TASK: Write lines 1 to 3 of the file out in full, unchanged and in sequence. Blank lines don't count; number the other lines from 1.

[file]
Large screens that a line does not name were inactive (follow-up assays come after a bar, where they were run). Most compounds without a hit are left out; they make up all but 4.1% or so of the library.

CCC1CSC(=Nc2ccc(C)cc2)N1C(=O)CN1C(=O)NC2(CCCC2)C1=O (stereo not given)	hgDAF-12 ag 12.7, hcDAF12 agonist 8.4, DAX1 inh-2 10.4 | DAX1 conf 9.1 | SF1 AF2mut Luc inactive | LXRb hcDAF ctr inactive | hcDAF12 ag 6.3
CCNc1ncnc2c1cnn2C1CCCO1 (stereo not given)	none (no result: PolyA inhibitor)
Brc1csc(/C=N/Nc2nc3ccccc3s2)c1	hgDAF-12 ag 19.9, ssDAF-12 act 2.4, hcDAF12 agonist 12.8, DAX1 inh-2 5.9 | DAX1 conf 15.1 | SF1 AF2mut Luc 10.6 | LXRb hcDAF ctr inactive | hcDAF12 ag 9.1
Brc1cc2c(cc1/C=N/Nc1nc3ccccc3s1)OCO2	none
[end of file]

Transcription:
Large screens that a line does not name were inactive (follow-up assays come after a bar, where they were run). Most compounds without a hit are left out; they make up all but 4.1% or so of the library.

CCC1CSC(=Nc2ccc(C)cc2)N1C(=O)CN1C(=O)NC2(CCCC2)C1=O (stereo not given)	hgDAF-12 ag 12.7, hcDAF12 agonist 8.4, DAX1 inh-2 10.4 | DAX1 conf 9.1 | SF1 AF2mut Luc inactive | LXRb hcDAF ctr inactive | hcDAF12 ag 6.3
CCNc1ncnc2c1cnn2C1CCCO1 (stereo not given)	none (no result: PolyA inhibitor)